Figure 3 shows points scored at the IMO in five-point intervals (x-axis) against the share of PhD students receiving a PhD in Maths (y-axis).
Largely we can see that for each number of points scored at the IMO, the high-income countries (black) obtain the most Maths PhDs, followed by upper-middle (green), then lower-middle (grey), and finally low-income countries (blue), who received the least amount of Maths PhDs.
The authors then conduct another regression. This time the dependent variables are successful outcomes: PhD in Maths, PhD in Maths from a top school, publications (log), and citations (log). The main independent variable here is the income group of participants alongside control variables, and importantly the number of IMO points scored. Thus, we’re controlling for ‘talent’ and investigating the effect of the country’s income on future successes in Mathematics.
For the sake of brevity I have left the regression table out. The results of the regression suggest that participants from low and middle-income countries have less research accomplishments in their later careers than those individuals from richer countries with the same IMO score:
“IMO participants from low-income countries are 16 percentage points less likely to do a PhD and 3.2 percentage points less likely to do a PhD in a top school; they produce 34% fewer publications and 56% fewer cites.”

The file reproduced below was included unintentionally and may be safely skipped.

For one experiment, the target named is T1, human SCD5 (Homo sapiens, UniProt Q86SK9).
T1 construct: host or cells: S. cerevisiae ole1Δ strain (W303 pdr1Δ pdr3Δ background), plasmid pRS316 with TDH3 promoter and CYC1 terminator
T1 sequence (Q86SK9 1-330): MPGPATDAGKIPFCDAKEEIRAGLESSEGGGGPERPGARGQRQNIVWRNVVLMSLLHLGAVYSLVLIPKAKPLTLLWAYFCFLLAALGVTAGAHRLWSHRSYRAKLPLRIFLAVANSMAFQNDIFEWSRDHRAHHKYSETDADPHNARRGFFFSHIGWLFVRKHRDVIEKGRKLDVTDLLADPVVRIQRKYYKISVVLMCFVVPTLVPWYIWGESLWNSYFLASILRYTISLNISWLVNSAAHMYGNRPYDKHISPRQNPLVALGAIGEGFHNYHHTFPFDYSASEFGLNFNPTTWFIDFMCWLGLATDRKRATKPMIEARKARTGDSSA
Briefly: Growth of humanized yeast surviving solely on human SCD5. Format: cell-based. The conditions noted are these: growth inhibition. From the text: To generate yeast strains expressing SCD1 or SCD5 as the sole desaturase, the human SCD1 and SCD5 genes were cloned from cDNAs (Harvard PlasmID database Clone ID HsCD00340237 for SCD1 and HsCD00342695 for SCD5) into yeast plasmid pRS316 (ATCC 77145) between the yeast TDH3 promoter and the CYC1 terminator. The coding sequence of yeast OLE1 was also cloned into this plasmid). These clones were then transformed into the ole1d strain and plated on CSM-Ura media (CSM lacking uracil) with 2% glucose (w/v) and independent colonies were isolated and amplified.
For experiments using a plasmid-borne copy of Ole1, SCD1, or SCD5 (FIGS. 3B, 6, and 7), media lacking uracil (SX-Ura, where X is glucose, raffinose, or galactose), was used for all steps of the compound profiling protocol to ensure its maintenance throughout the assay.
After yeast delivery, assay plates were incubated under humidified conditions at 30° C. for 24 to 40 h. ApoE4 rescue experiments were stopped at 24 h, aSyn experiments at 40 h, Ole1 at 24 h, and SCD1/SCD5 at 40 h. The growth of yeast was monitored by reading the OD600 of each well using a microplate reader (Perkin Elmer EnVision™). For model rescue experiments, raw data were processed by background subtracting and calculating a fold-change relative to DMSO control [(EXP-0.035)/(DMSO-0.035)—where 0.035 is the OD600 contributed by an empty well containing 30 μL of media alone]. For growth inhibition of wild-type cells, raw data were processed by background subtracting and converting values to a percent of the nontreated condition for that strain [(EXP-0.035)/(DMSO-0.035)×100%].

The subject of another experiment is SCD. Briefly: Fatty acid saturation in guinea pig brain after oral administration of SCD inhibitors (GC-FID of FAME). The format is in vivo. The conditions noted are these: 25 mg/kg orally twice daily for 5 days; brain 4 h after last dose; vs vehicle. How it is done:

In fact, IMO participants from low-income countries are approximately half as likely to obtain a PhD from a top-tier school than their rich country participants with the same IMO score. This effect holds true of participants from middle-income countries, albeit with a smaller effect size. The IMO participants from low and lower-middle income countries are not more likely to be employed in non-mathematics academic positions, or in industry jobs.
The authors suggest that if IMO participants from low-income countries were producing knowledge at the same rate as those from high-income countries, then they would produce approximately 10% more publications, and 17% more citations.
Conclusion and policy recommendations
Firstly, the paper finds a clear link between ‘talent’ as measured by IMO score, and future research success. Secondly, the paper finds that conditional on a given level of talent, IMO participants from lower-income countries contribute to the research frontier substantially less than richer country participants. That is, despite achieving the same IMO scores, they contribute significantly less research later on in their careers.